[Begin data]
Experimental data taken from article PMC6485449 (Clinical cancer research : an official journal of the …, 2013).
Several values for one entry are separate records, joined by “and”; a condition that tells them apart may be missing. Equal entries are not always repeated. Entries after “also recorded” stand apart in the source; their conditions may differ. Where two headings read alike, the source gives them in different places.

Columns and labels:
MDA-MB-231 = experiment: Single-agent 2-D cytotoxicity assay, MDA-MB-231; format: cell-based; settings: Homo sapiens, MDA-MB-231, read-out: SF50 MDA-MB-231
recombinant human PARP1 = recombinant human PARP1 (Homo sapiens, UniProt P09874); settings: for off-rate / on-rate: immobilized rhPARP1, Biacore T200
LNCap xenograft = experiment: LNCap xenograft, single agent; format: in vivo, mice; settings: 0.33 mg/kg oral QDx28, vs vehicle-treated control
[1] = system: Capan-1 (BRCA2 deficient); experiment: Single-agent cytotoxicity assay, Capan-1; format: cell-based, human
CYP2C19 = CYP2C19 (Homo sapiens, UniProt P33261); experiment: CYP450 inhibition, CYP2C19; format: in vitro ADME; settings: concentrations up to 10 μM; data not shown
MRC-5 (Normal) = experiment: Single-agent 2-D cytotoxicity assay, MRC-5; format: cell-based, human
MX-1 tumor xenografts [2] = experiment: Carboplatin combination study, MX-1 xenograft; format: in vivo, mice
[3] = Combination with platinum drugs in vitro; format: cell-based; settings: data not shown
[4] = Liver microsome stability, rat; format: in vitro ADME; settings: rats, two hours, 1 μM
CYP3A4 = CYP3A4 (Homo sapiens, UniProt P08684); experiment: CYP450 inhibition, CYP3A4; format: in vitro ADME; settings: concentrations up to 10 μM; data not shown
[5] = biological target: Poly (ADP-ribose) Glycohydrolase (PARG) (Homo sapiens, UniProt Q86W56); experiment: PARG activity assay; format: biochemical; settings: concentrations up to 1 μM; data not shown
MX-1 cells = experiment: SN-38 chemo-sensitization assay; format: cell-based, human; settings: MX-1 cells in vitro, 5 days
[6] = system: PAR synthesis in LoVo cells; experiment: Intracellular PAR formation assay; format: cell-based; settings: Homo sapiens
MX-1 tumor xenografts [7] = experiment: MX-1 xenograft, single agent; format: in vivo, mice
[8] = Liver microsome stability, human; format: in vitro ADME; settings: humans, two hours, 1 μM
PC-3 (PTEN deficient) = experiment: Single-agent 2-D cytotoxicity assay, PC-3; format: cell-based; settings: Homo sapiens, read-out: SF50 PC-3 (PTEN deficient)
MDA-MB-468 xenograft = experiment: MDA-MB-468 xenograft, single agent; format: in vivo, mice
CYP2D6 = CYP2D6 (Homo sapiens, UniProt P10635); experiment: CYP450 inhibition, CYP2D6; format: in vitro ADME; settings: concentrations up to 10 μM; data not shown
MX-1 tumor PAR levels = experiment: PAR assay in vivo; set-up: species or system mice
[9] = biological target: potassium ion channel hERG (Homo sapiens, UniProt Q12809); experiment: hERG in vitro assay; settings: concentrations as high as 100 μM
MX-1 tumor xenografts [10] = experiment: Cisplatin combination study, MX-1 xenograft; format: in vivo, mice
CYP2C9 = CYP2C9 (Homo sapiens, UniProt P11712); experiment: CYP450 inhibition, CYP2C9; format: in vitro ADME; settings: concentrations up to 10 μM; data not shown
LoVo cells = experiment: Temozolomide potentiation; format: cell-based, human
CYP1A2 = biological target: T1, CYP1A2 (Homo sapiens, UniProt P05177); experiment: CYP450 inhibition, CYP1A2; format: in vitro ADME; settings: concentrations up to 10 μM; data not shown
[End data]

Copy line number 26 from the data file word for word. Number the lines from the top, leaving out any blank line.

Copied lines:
LoVo cells = experiment: Temozolomide potentiation; format: cell-based, human